The period 1750-1850 was a golden era in world music, when some of the greatest musician-composers lived and enriched the field. In Europe, Beethoven, Mozart, Mendelssohn, Schumann and others lived during this period and created the symphony repertoire. It is a significant coincidence that the Carnatic Music trinity—Tyagaraja (1767-1847), Muthuswami Dikshitar (1776-1835) and Syama Sastry (1762-1827)—lived in a single area in Tanjore District during the same period. As a tribute to Tyagaraja as we celebrate his 250th birth anniversary, we explore Tyagaraja’s compositions, his contribution to Carnatic music, his lyrics from the point of view of literature, prosody and poetics, his creation and craftsmanship of ragas and his devotion to Rama.
Raga, Tala and Pedagogy: On the First Steps in Carnatic Music by Jeremy Woodruff
The system by which any music is taught is the key to what is preserved, and how, in a musical tradition. I chose to research the basics of instruction in South India,both as an entry point for some practical knowledge on the South Indian flute, and as away of examining basic tenets of karnatic music. Using advanced knowledge of a foreign music without having prior knowledge of its basic pedagogy is a bit like attempting to build a chair without a seat for one’s backside. Only by studying the basic assumptions of the music, may we identify what techniques are useful to us, or not, because only then we carefully consider for what they were originally intended. […]
All melodic instrumental training in karnatic music is focused on reproducing subtleties of vocal performance. As imitating singers was the main way that instrumentalists from the time of ‘the Trinity’ updated, preserved and greatly enriched what is now known as karnatic music, it is natural that it is considered the greatest means to accomplishment in instrumental training. Where schools mainly disagree is on how (and how far) these vocal subtleties should be imitated. […]
Gitas are the first pieces to be learned after the rigorous basic exercises outlined above. The Gita, ‘Sri Gananatha’ is the first of these Gitas to be learned by any student. Maybe it is the ‘Für Elise,’ or ‘Minuet in G’ by Bach of karnatic music. It is therefore a special case, but it can still serve well as a concrete demonstration of how gamakas of a single raga, on a single song can differ radically from teacher to teacher. The gita is given in fig 2.1 in Indian notation.
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Read the full paper A Western composer’s view of early music education in Carnatic music on Academia.edu >>
Review by Vinay Lal (Professor of History & Asian American Studies, UCLA) in Canadian Journal of History: A Storm of Songs: India and the Idea of the Bhakti Movement by John Stratton Hawley: “The idea of a ‘‘bhakti movement’’ has long been one of the largely unexamined verities that have played a critical role in the idea of Indian civilization and, more speciﬁcally, the notion of a composite culture. Bhakti is usually rendered as ‘‘devotion,’’ and in the generally accepted narrative encountered in Indian histories and popular Indian opinion alike, a devotional movement originating in the Tamil country in the eighth century gradually made its way north and eventually engulfed the entire country. […] The fundamental achievement of John Stratton Hawley’s A Storm of Songs is to probe how the idea of a ‘‘bhakti movement’’ came about and what Indian scholars, inspired by nationalism, might have contributed in giving rise to a canonical narrative about bhakti’s place in shaping an Indian sensibility. […] Hawley has succeeded in gifting us an exceptional study of India’s much lauded bhakti movement.” – Read the full review on this author’s blog or here: https://www.researchgate.net/publication/315532465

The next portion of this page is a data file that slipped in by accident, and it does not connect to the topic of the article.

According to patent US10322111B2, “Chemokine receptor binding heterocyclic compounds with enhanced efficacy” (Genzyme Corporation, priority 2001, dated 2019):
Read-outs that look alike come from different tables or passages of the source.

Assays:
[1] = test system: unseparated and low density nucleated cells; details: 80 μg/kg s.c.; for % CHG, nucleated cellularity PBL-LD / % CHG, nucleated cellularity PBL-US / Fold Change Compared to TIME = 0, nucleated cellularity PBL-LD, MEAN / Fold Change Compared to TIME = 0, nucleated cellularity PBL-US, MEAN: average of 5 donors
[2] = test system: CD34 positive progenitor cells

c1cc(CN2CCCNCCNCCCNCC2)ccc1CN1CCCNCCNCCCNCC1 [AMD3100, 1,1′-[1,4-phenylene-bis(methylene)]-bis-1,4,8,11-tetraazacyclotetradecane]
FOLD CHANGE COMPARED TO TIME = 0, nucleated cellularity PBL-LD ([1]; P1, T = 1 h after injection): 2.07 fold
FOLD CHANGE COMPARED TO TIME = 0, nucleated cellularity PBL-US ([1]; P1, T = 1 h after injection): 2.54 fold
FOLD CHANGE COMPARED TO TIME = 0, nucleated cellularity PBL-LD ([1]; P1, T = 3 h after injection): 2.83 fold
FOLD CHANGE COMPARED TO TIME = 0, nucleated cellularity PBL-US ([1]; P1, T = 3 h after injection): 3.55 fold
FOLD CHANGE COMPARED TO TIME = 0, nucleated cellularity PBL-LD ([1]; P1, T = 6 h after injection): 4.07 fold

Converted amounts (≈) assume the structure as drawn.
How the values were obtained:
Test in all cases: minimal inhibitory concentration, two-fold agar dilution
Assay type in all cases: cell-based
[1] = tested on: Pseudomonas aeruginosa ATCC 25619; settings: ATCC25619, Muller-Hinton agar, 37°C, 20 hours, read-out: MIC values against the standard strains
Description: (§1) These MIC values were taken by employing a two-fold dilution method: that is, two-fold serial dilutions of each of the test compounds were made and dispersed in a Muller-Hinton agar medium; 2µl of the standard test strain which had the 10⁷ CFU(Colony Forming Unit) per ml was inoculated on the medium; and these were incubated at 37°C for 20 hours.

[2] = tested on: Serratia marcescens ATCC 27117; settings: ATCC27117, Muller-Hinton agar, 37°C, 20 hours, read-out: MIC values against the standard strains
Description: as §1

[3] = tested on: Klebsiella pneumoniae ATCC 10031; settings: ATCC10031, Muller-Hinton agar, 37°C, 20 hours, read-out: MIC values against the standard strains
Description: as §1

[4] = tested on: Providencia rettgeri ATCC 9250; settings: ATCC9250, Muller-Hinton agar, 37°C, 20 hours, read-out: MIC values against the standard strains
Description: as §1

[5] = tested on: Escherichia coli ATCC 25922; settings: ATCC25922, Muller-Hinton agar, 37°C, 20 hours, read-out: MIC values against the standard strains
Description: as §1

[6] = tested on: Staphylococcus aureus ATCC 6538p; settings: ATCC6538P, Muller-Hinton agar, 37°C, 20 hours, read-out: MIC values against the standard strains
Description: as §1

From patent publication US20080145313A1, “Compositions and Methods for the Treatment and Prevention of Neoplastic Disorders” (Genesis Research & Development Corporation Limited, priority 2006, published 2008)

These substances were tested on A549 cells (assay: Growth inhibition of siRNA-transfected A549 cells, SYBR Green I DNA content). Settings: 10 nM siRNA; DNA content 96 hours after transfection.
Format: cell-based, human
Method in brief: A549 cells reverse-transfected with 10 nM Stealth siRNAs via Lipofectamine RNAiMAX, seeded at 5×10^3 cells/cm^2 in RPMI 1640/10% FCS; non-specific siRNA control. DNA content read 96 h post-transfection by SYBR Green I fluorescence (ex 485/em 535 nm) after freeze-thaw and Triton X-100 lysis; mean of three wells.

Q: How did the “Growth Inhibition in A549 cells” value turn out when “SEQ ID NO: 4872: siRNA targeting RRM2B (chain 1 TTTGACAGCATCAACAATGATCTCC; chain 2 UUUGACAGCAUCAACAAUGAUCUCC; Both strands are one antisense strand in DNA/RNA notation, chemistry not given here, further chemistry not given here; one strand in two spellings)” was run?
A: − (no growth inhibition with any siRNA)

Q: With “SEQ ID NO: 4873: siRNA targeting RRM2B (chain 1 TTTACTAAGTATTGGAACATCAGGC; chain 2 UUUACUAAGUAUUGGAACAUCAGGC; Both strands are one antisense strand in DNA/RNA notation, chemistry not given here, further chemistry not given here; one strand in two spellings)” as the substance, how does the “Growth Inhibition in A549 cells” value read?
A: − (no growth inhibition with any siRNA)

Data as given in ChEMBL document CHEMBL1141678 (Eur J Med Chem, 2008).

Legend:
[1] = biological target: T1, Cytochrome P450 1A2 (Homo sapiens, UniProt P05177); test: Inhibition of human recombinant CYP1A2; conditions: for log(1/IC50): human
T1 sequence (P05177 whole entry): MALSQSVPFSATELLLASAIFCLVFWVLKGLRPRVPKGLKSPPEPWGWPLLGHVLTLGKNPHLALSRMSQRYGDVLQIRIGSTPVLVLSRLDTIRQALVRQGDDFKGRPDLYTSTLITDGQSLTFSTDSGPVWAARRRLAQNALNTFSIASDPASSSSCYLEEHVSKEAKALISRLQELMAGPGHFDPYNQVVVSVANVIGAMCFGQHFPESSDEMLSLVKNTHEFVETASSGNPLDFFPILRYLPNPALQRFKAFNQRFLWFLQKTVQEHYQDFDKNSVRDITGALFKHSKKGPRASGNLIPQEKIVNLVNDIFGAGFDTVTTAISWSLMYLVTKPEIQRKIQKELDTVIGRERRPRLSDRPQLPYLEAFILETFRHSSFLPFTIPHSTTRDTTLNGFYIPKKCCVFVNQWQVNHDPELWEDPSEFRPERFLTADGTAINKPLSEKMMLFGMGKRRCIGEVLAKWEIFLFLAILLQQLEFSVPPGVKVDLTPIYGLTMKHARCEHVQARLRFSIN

“In this comprehensive book, Hawley traces the 20th-century history of the notion of the bhakti movement the idea that there was a significant, unified, pan-Indic turn to devotional religiosity in medieval India. The author argues that the invention and promotion of this idea was a key aspect of nation building in that it offered a narrative of Hindu unity despite the vast and disparate set of religious processes ranging over different vernacular languages, regions, and time periods.” – Learn more or find a copy in a library near you: http://www.worldcat.org/title/storm-of-songs-india-and-the-idea-of-the-bhakti-movement/oclc/893099156
To sing just with the tanpura has been revealing: TM Krishna
M Suganth | Times of India | Nov 27, 2014 | To read the full article, click here >>
They had collaborated earlier for Margazhi Raagam, which was a first-of-its-kind Carnatic concert film and now, singer TM Krishna and filmmaker Jayendra have come together for One, a film that they say will be a peep into a musician going through the process of creativity. The two reveal how the project came to be, the challenges they faced and what it means to the viewer. […]
TM Krishna: To be able to sing just with the tanpura is the most revealing thing for me as a singer. It is the most beautiful way to discover music without becoming dependent on the pakkavadhyam or the mic. There is nothing to protect you. It was a very emotional and intimate experience for me. That depth of my experience is revealed in the film. […]